|Do individuals enjoy freedom of movement, including the ability to change their place of residence, employment, or education?||4.004 4.004|
While UK residents generally enjoy freedom of internal movement, travel was affected by COVID-19-related lockdowns throughout 2021. Though strict lockdowns were imposed in 2020 and early 2021, most restrictions on movement and assembly had been lifted by mid-July 2021. Some restrictions were reintroduced in November in response to the spread of the Omicron variant.
UK passport holders saw their freedom to travel to EU member states lessened when an agreement on the UK’s departure from the bloc was reached in December 2020. Since January 2021, visitors from the UK have required a visa for extended travel to EU member states in the Schengen border area.
|Are individuals able to exercise the right to own property and establish private businesses without undue interference from state or nonstate actors?||4.004 4.004|
Individuals may freely exercise the right to own property and establish private businesses.
|Do individuals enjoy personal social freedoms, including choice of marriage partner and size of family, protection from domestic violence, and control over appearance?||4.004 4.004|
The government generally does not place explicit restrictions on personal social freedoms. Abortion and same-sex marriage were heavily proscribed or prohibited in Northern Ireland until Parliament passed the Northern Ireland (Executive Formation) Act 2019. However, the law has not been fully implemented, and abortion services remained largely unavailable in Northern Ireland during 2021.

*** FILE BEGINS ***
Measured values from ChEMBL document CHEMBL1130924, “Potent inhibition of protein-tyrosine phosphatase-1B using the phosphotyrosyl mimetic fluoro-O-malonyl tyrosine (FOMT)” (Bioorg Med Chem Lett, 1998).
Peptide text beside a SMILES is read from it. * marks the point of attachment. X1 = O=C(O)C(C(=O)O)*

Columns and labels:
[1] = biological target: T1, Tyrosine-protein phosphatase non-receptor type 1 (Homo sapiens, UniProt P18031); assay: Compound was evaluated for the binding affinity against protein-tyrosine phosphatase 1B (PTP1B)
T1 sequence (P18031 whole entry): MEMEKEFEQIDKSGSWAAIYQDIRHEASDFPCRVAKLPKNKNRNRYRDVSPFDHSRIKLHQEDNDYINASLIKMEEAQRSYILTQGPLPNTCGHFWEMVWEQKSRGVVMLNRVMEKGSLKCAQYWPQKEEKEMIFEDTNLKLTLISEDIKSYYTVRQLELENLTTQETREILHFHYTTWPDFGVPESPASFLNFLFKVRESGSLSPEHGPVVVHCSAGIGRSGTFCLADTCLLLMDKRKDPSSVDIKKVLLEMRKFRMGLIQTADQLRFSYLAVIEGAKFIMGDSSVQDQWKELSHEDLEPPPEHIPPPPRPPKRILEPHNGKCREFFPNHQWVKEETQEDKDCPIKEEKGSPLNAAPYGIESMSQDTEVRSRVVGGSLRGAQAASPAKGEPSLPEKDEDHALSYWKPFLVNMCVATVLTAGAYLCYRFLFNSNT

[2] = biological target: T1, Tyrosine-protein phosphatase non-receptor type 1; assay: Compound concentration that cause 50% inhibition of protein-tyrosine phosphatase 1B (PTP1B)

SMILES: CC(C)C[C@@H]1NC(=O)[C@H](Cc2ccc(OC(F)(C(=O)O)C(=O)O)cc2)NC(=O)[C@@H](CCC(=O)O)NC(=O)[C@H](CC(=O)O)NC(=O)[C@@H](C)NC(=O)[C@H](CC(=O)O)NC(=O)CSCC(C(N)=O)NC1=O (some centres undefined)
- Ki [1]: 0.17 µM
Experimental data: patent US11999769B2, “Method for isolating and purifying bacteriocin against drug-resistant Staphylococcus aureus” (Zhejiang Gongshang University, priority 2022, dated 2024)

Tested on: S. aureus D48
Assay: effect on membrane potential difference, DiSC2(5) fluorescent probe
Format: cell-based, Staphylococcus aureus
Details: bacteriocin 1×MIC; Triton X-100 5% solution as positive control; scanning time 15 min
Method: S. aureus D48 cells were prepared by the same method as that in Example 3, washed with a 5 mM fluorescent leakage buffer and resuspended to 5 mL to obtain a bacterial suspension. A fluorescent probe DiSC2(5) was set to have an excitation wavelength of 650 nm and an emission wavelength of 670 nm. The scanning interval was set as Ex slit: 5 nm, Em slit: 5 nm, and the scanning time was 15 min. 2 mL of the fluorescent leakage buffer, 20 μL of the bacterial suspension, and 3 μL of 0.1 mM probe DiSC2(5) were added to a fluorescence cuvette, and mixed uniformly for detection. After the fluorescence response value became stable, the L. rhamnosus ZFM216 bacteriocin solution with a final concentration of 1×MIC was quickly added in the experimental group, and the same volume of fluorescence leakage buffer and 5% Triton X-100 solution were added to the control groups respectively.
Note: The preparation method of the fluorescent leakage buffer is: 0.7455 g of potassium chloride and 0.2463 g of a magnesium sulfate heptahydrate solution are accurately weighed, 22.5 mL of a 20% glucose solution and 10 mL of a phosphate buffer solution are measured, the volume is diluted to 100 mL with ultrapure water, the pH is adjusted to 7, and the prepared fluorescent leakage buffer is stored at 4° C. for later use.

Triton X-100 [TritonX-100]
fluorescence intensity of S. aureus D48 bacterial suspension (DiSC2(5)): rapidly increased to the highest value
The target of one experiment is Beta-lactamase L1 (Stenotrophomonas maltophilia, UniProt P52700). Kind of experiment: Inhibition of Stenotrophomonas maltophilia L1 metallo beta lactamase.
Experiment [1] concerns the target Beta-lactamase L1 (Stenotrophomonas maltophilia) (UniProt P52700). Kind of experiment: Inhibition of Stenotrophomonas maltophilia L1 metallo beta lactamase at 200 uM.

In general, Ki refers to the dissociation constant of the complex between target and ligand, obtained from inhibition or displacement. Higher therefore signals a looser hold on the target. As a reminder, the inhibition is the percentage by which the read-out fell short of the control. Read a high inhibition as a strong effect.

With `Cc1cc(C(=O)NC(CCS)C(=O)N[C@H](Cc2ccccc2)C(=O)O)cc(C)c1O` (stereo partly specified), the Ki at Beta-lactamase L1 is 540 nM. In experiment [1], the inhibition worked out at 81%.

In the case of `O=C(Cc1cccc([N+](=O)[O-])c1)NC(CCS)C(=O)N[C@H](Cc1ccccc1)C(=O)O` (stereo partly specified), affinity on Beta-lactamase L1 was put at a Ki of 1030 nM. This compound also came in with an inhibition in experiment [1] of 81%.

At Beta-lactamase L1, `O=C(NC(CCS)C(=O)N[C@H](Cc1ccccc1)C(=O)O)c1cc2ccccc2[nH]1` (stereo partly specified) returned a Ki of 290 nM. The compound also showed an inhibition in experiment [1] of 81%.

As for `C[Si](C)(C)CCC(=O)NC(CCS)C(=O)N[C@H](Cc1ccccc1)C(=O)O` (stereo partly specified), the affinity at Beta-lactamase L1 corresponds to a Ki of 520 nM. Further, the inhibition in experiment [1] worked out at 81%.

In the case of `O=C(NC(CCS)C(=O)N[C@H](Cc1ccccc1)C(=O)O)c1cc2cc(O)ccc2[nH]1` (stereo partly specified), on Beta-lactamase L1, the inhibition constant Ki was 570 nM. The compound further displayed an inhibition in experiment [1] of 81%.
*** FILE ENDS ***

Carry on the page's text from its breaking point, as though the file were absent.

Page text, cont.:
The Office for National Statistics (ONS) reports that nearly a third of English and Welsh women between the ages of 16 and 59 have experienced domestic abuse. Domestic violence increased during COVID-19-related lockdowns, with police data showing that two-thirds of women in abusive relationships experienced more violence during the first national lockdown. Fewer than one in 60 cases of rape reported to the police in 2020 resulted in charges being filed.
|Do individuals enjoy equality of opportunity and freedom from economic exploitation?||3.003 4.004|
A 2016 report by a government commission expressed concern about the social and economic isolation of many members of ethnic and religious minorities, and of the poor. According to the ONS, income inequality rose to 34.6 percent in 2020.
The Modern Slavery Act 2015 increased punishments for human traffickers and provides greater protections for victims, but implementation has been weak. Children and migrant workers are among those most vulnerable to forced labor and sex trafficking. In an April 2021 report, the Modern Slavery and Exploitation helpline reported that a significant increase in cases of sexual and criminal exploitation had occurred during the COVID-19 pandemic.
UK workers have encountered unsafe and exploitative conditions during the COVID-19 pandemic. Allegations of worker exploitation in the Leicester garment industry persisted in 2021.
On United Kingdom
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Global Freedom Score93 100 free
Internet Freedom Score79 100 free